For me, I tend to stick with a pretty low carb approach most of the time. And then what I do is I add carbs around certain workouts or when my training load increases. And this works really well for me. And one thing I need to say right here is like we don’t need to be tracking these grams of carbs every single day, for the rest of our lives. That’s not what we’re about here.
We do want to get a feel for where we are, and then we can start to use our intuition and eat the kinds of foods that we know will work for us and avoid the kinds of foods we know don’t work for us. Okay. And that’s a big part of what I do in my coaching with people as individuals as we get to this place where All of this just becomes intuitive for you. And it just becomes how you live your life.
Like I understand what I can and can’t eat, I understand how many carbs I’m eating without even having to enter anything into an app or track any of my food. I know what I’m doing. And I know how to add extra carbs around certain workouts, or when my training load increases, to give me a little bit of an edge, and to help me with that higher gear with that higher intensity training. So that’s a beautiful place to be and, you know, if you want help with that, I can help you get there.
Okay, but just understand that, for the most part, I tend to stick with a pretty low carb approach most of the time, okay. So I do something that’s probably more like a low carb, keto carnivore type of diet, okay, I’m probably in the 20 to 30 grams of carbs total for most days, right, this is really low. And a lot of people don’t like doing this. They don’t think it’s sustainable, or they think it’s too hard or too restrictive. Like, that’s fine. But I love it.
I feel amazing when I’m super low carb like this. But then around certain workouts, I’m going to add 20 to 40 grams of carbs. So on days, when I up my training, and I have a really intense workout, I might be in the 50 to 75 grams of carbs for that day. But here’s something that’s interesting is we have to earn our carbs. Okay?
So you earn your carbs around high intensity workouts or longer workouts, okay. And, like I said, there isn’t exactly some right number that I’m shooting for. Because I don’t really track this anymore. I go about how I feel, and what I need for this particular workout that I’m about to embark on here.
Okay, so I tie my carbs around my workouts. And this is key, you have to understand this, because during a high intensity interval session, for example, I’m going to burn through that sugar that’s in my system pretty quickly. So I may raise my blood sugar by eating some carbs, but I’m essentially going to burn through that sugar very, very quickly during that workout. So I’m earning my carbs for that workout.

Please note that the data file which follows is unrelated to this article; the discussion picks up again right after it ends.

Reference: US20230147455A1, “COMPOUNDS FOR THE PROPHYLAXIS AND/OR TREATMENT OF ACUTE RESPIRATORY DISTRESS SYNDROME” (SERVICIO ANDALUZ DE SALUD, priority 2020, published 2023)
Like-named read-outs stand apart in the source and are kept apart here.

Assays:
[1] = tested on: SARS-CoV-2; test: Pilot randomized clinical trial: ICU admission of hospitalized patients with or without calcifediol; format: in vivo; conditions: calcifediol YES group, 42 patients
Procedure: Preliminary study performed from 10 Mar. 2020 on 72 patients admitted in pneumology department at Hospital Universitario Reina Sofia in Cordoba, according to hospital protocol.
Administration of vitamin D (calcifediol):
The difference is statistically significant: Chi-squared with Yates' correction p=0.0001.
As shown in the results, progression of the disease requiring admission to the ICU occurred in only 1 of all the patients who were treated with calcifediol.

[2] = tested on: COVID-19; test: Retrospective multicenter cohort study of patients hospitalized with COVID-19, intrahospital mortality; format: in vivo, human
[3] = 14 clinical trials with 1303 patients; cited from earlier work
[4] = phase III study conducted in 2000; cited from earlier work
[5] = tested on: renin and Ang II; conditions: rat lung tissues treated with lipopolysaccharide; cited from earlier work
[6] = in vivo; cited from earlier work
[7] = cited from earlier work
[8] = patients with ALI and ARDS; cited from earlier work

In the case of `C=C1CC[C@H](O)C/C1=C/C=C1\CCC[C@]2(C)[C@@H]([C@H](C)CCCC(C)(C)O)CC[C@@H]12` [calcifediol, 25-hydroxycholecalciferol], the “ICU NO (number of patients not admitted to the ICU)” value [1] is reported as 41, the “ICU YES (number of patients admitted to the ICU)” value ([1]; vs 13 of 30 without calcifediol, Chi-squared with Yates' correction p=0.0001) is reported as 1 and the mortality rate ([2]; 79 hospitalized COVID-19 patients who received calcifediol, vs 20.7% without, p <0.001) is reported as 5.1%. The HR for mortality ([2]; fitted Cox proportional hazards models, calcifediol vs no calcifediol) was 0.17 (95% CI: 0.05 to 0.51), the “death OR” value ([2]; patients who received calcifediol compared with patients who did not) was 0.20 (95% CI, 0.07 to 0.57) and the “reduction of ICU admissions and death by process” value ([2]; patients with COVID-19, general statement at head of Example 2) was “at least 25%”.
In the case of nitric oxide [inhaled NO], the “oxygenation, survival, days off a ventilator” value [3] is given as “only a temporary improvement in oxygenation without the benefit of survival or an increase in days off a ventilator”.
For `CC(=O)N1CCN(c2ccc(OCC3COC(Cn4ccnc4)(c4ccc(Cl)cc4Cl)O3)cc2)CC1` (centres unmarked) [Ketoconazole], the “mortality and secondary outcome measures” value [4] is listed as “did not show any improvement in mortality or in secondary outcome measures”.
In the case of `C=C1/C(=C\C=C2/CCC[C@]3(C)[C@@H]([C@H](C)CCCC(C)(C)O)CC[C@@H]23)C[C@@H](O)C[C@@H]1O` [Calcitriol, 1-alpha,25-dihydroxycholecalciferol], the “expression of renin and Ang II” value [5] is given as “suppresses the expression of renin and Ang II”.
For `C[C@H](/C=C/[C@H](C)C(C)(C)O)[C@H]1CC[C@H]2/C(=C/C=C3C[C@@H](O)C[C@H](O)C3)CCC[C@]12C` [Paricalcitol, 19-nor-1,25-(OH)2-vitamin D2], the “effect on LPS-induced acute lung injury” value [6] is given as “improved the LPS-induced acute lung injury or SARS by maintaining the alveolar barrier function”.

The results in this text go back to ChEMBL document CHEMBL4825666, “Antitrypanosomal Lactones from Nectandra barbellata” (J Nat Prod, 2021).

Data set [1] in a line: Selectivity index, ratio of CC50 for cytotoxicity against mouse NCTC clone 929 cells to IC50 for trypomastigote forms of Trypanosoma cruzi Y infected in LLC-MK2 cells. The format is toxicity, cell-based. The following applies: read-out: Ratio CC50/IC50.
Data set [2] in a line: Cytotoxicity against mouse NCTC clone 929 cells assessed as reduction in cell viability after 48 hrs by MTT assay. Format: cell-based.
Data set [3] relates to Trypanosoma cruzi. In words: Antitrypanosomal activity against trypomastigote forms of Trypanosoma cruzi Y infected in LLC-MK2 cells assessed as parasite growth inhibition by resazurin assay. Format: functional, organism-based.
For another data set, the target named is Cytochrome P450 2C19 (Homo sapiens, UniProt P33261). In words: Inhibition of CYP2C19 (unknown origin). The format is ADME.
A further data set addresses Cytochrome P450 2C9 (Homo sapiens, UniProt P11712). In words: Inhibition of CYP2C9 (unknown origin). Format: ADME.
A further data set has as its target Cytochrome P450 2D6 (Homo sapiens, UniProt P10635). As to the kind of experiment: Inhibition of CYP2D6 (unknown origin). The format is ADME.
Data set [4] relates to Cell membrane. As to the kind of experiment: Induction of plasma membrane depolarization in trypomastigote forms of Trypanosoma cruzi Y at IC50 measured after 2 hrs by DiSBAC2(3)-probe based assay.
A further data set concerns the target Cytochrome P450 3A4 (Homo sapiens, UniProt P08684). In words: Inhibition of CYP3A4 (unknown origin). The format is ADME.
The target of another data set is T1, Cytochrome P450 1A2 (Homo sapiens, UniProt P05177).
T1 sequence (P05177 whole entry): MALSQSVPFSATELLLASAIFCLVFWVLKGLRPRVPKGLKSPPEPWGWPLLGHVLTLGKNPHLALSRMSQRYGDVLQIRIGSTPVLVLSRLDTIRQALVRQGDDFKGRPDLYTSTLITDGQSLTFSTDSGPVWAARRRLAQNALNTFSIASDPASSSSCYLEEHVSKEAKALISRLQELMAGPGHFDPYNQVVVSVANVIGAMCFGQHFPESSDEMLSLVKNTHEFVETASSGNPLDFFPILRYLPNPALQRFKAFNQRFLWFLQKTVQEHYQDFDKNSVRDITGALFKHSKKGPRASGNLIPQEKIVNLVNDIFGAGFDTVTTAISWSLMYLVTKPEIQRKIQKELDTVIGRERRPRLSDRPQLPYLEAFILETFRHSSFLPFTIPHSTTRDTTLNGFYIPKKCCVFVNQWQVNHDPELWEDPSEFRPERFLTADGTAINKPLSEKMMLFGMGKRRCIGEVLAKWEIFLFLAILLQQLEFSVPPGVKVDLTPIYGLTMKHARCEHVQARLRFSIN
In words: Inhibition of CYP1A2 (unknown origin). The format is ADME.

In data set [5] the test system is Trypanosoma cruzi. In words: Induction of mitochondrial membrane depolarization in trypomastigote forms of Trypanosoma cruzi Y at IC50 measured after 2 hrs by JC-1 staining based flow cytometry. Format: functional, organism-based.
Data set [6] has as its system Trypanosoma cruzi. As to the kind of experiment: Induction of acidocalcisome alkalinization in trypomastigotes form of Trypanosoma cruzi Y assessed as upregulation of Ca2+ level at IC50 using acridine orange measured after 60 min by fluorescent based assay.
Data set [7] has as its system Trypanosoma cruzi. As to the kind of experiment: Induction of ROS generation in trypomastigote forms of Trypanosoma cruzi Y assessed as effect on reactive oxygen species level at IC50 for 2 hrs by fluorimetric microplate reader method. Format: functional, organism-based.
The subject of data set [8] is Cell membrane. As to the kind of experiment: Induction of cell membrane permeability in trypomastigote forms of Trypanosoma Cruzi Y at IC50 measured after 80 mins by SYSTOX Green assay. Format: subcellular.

And then my blood sugar comes back down the rest of the day, and I’m back into that total fat burning zone again, right, and I’m back down into that, you know, keto, carnivore, whatever you want to call it, right, I don’t really have a name for that, because I don’t really track ketones and things like that, right.
So just understand that you gotta earn your carbs, and we want to time them around our workouts, okay. And lower intensity workouts basically require fewer carbs, because you’re staying in that fat burning zone, right? Usually, that’s gonna be zones one, two, and three, even, you can even get into zone four, and still be burning a lot of fat if you’re an experienced fat adapted athlete.
And I know that there are some elite athletes out there, you know, top of their game in the world who are burning mostly fat still in zones for even in the zone five, like this is like up to 80 90% of their vo to max, they are still burning mostly fat, which is amazing, which is so so amazing.
But for most of us, you know, we’re going to be into that zone one, two, and three, possibly a little bit into zone four, okay. But for those higher intensity workouts or workouts that are going to be, for me, maybe longer than two, three hours, I’m going to add more carbs to help me defend against that glycogen depletion. And just to keep my glycogen levels high, so that I can continue to perform at the level that I want to perform at.
So it doesn’t take much for me during a long workout. It doesn’t take much in the way of carbs during long workout for me to get the fuel that I need. And for me to experience that little burst of energy and a little bit of rocket fuel.
So for me, I might be adding 15 to 20 grams of carbohydrate fuel per hour, which is totally sufficient for me. There are some athletes who, like you know, talked about Zach Bitter in the past, elite ultra marathoner, right? He does something more in the 40 to 50 grams of carbs per hour. And he’s running these world record paces like he’s trying to set a world record for the 100 mile or something like that, right? This is not something that I’m going to ever have to worry about.
Okay, so, my guess is you probably won’t either, which is fine, but it’s interesting that he only needs 40 or 50 grams per hour and he can still perform as one of the top ultra runners in the world. Okay? So, for me, and I’ve experimented with this for years, I know what works for me, I know what works for me and my goals.
For me, I can keep my carbs super low, increase them around workouts, add some carbs during some higher intensity or longer workouts. And, and I know what to do when I’m in these situations, and I and I just intuitively know how to keep things working for me, okay, and I know what to do when things aren’t working the way I’d like them to work.